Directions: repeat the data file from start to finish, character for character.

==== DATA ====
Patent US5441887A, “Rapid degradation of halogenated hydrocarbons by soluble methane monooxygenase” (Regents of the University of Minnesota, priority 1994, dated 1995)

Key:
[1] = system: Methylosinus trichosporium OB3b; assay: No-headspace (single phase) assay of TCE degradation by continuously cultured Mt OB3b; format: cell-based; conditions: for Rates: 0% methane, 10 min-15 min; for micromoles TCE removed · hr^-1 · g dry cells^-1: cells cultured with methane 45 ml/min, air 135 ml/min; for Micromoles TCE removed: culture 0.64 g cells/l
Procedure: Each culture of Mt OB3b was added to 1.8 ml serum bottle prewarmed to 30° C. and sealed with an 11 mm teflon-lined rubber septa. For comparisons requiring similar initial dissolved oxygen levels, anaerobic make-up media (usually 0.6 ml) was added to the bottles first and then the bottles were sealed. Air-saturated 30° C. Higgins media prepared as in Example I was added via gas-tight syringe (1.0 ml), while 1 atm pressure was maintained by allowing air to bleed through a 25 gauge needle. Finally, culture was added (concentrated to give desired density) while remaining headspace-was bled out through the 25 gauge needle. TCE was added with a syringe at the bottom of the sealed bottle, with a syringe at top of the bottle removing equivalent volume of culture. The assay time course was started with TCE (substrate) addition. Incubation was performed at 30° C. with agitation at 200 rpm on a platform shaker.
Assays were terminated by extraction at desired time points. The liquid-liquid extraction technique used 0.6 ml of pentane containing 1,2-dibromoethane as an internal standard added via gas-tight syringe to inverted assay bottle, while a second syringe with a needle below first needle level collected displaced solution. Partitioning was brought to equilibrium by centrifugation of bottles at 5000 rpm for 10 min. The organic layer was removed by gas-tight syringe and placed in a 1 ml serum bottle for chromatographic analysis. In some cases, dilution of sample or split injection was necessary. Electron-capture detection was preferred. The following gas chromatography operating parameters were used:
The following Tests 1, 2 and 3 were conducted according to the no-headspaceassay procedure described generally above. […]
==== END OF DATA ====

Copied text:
Patent US5441887A, “Rapid degradation of halogenated hydrocarbons by soluble methane monooxygenase” (Regents of the University of Minnesota, priority 1994, dated 1995)

Key:
[1] = system: Methylosinus trichosporium OB3b; assay: No-headspace (single phase) assay of TCE degradation by continuously cultured Mt OB3b; format: cell-based; conditions: for Rates: 0% methane, 10 min-15 min; for micromoles TCE removed · hr^-1 · g dry cells^-1: cells cultured with methane 45 ml/min, air 135 ml/min; for Micromoles TCE removed: culture 0.64 g cells/l
Procedure: Each culture of Mt OB3b was added to 1.8 ml serum bottle prewarmed to 30° C. and sealed with an 11 mm teflon-lined rubber septa. For comparisons requiring similar initial dissolved oxygen levels, anaerobic make-up media (usually 0.6 ml) was added to the bottles first and then the bottles were sealed. Air-saturated 30° C. Higgins media prepared as in Example I was added via gas-tight syringe (1.0 ml), while 1 atm pressure was maintained by allowing air to bleed through a 25 gauge needle. Finally, culture was added (concentrated to give desired density) while remaining headspace-was bled out through the 25 gauge needle. TCE was added with a syringe at the bottom of the sealed bottle, with a syringe at top of the bottle removing equivalent volume of culture. The assay time course was started with TCE (substrate) addition. Incubation was performed at 30° C. with agitation at 200 rpm on a platform shaker.
Assays were terminated by extraction at desired time points. The liquid-liquid extraction technique used 0.6 ml of pentane containing 1,2-dibromoethane as an internal standard added via gas-tight syringe to inverted assay bottle, while a second syringe with a needle below first needle level collected displaced solution. Partitioning was brought to equilibrium by centrifugation of bottles at 5000 rpm for 10 min. The organic layer was removed by gas-tight syringe and placed in a 1 ml serum bottle for chromatographic analysis. In some cases, dilution of sample or split injection was necessary. Electron-capture detection was preferred. The following gas chromatography operating parameters were used:
The following Tests 1, 2 and 3 were conducted according to the no-headspaceassay procedure described generally above. […]